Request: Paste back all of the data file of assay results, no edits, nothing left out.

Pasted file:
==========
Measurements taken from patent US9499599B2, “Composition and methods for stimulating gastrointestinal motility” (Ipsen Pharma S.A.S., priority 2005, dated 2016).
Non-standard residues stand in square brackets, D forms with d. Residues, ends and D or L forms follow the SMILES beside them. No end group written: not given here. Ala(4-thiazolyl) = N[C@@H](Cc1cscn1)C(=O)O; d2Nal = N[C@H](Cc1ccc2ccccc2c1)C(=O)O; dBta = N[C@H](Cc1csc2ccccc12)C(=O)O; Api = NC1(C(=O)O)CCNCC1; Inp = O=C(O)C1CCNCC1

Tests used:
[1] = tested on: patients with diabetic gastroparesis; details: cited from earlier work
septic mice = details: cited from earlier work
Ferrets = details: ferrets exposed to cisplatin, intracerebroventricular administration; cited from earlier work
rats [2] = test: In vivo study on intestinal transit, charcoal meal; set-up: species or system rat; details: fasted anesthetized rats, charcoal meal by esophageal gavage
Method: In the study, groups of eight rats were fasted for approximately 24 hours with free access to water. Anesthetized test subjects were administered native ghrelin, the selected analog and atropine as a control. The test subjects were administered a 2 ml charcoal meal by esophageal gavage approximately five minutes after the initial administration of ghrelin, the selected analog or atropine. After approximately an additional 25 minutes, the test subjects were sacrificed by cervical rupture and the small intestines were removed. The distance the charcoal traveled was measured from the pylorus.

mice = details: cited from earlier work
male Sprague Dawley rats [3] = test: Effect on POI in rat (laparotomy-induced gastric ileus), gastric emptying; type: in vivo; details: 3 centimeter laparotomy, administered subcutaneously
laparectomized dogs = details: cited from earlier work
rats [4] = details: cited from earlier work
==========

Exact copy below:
Measurements taken from patent US9499599B2, “Composition and methods for stimulating gastrointestinal motility” (Ipsen Pharma S.A.S., priority 2005, dated 2016).
Non-standard residues stand in square brackets, D forms with d. Residues, ends and D or L forms follow the SMILES beside them. No end group written: not given here. Ala(4-thiazolyl) = N[C@@H](Cc1cscn1)C(=O)O; d2Nal = N[C@H](Cc1ccc2ccccc2c1)C(=O)O; dBta = N[C@H](Cc1csc2ccccc12)C(=O)O; Api = NC1(C(=O)O)CCNCC1; Inp = O=C(O)C1CCNCC1

Tests used:
[1] = tested on: patients with diabetic gastroparesis; details: cited from earlier work
septic mice = details: cited from earlier work
Ferrets = details: ferrets exposed to cisplatin, intracerebroventricular administration; cited from earlier work
rats [2] = test: In vivo study on intestinal transit, charcoal meal; set-up: species or system rat; details: fasted anesthetized rats, charcoal meal by esophageal gavage
Method: In the study, groups of eight rats were fasted for approximately 24 hours with free access to water. Anesthetized test subjects were administered native ghrelin, the selected analog and atropine as a control. The test subjects were administered a 2 ml charcoal meal by esophageal gavage approximately five minutes after the initial administration of ghrelin, the selected analog or atropine. After approximately an additional 25 minutes, the test subjects were sacrificed by cervical rupture and the small intestines were removed. The distance the charcoal traveled was measured from the pylorus.

mice = details: cited from earlier work
male Sprague Dawley rats [3] = test: Effect on POI in rat (laparotomy-induced gastric ileus), gastric emptying; type: in vivo; details: 3 centimeter laparotomy, administered subcutaneously
laparectomized dogs = details: cited from earlier work
rats [4] = details: cited from earlier work